"Is the feller alive?" the sheriff inquired.

"Quite dead. But what a specimen."

Drake peered inside the ship. "Yech! Did you just call that thing beautiful?"

"From a scientific perspective, yes."

"Well science has lousy taste."

Dr. Primrose stood up. "And whom do I have the privilege of addressing?"

"Pardon me. Drake Sutton with the Times."

"Well Mr. Sutton, it looks like you're going to tell the world of this amazing discovery God help us. In the meantime, why don't you gentlemen make yourselves useful and carry the specimen to my laboratory."

O'Malley fetched his stellicopter and airlifted the ship to Prudence's lab. As Drake insisted on getting the scoop, he and Grover met them there and carried the creature inside.

Prudence's lab was inside her prairie house. It had a large telescope mounted beneath a retractable roof, shelves lined with vials and bottles, and an endless assortment of scientific gadgets. There was also an attractive set of drapes hanging in the window.

The men placed the creature on a long metal table inside the lab. There, under the cold fluorescent lights, they got their first good look at it. It was basically indescribable, save for the skin like wet mulch, the hair like sun-dried seaweed, and eyes frozen open like eggs with rotting green yolks for pupils.

"Any idea where our accidental tourist is from?" Drake asked.

Prudence removed her suit jacket, revealing her white silk blouse. "His complexion suggests one of the planets in the Draxon Nebula, but I'm only going by my readings in the Encyclopedia Universalis."

"'Scuse me, there, Doc, but shouldn't we be calling some expert about this thing?"

"I resent that, Sheriff O'Malley."

"But you really can't say what we're dealing with, can you?" said Drake.

"Mr. Sutton, I'm letting you stay here out of respect for the press."

"Or because you want me to rescue you from anonymity."

"Why you insolent space jock! I hardly need you to get head, er, get ahead. And let's get one thing straight: As far as I'm concerned this is my alien "

"Whoah," Grover interrupted. "I was on the scene first. If there's money to made from this thing "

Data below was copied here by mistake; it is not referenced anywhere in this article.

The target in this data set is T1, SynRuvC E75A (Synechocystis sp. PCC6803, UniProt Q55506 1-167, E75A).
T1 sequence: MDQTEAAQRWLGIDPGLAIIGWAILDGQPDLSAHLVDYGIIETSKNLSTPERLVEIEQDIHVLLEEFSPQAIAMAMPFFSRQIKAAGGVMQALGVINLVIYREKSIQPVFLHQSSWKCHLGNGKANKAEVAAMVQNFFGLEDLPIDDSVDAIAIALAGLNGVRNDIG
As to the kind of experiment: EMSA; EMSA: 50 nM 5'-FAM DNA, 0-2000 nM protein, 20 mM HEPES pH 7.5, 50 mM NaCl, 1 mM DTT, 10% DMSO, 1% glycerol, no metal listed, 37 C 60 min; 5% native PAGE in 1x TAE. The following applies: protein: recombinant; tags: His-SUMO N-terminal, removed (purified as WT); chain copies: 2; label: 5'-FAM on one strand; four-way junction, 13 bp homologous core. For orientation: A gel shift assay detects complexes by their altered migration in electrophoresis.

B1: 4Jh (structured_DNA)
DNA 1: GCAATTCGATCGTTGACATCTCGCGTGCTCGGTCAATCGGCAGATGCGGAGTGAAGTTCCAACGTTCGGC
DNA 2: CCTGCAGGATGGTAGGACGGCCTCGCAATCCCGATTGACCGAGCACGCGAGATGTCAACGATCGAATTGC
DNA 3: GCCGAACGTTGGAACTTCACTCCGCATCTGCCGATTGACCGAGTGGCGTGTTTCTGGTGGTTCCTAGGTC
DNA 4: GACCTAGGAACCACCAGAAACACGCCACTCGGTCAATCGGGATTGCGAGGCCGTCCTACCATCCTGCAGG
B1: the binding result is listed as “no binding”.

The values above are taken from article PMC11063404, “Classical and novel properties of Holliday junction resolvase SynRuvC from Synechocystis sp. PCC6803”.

"And who's this opportunistic tag-along?"

"I'm Grover. I'm a comedian."

"So you're why they call them gags."

"Look, I think everybody needs to calm down," O'Malley said.

"I could use a bite to eat," said Drake.

"I could use a drink," added Grover.

"Fine," Prudence scoffed. "Go slake your manly appetites. I need to get some equipment from the basement. Soon I'll tell this tabloid hack about our unfortunate visitor."

O'Malley shook his head and stepped into the living room, where he collapsed into an easy chair. Drake and Grover left the house and strolled down Woodville's main drag to grab a burger. On the way back, Grover bought a six-pack at a liquor store. Back at the house, Grover handed a beer to the sheriff, while Drake caught Prudence on a trip to the basement.

"So whaddaya do for kicks around here?" he asked.

"I'm sorry, where is it you're from, Mr. Sutton?"


"I thought I smelled saucer smog. While it's true Woodville lacks the kind of nightspots a roving Romeo like you is used to, the absence of neon simply makes for a better view of the stars."

"Stars are quite fascinating, aren't they?" Drake said, stepping closer. "From far away so cold, but up close so hot."

"I'd appreciate it if you wouldn't make passes at me."

"I'm not making passes at you."

"But you're about to." Prudence pushed past him.

"Please, can't I help?"
Prudence pushed her glasses higher on the bridge of her nose. "I could use a hand with my DNA analyzer & Just promise me you won't say anything."

"About what?"


Drake and Prudence descended the stairs. Meanwhile, Sheriff O'Malley had dozed off. Bored, Grover looked down the hallway and saw the lab door ajar. He took a swill of beer as morbid curiosity welled up inside him. Whistling a tune, he casually sauntered over and peeked in the lab door. The alien lay still as stone on the metal table. Grover walked over to it as he chugged some more beer. "You know, you remind me an awful lot of my audience." Grover poked the alien with his finger, which slid into the creature's skin with a slurping noise. "What the hell?" Grover yanked his finger out: It was covered with green slime. He started shaking his finger. As he did, his bottle of Pabst Blue Ribbon spilled all over the creature.

"You're lucky you're dead or I'd kill you," Grover said as he looked around for a rag. Then he noticed a foul stench filling the room, kind of like a bonfire burning in a swamp. He snapped his head around and saw steam rising from the body of the alien.

Followed by the alien rising from the table.

III. Reports of My Death
Have Been Greatly Exaggerated

"Thanks," Prudence was saying.
"I do appreciate it."

"No trouble," Drake replied, the analyzer in his arms. "It's really not that heavy."

"I meant thanks for not speaking. It's quite becoming on you."

"But I've been sending you a psychic message all evening."

"And no doubt got a busy signal. I told you I'll pass on your passes."

"It's not a pass, it's..."

"A fail. Why don't you quit while you still have a shred of dignity."